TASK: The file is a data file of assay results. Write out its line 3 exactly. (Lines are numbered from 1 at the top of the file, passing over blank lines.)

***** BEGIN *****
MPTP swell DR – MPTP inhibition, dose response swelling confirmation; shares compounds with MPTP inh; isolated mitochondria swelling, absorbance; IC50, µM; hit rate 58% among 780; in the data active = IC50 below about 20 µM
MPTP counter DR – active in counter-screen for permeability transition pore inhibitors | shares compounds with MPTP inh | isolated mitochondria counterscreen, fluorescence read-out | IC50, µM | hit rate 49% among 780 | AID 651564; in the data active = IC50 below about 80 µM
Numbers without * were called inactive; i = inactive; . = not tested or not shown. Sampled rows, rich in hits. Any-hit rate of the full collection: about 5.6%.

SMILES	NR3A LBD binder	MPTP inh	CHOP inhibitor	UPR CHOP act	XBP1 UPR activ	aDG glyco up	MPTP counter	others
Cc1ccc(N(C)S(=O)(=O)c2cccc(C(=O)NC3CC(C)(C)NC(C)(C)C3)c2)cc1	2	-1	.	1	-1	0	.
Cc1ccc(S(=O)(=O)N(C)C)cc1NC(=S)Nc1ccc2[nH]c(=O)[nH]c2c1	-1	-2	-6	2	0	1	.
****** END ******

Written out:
Numbers without * were called inactive; i = inactive; . = not tested or not shown. Sampled rows, rich in hits. Any-hit rate of the full collection: about 5.6%.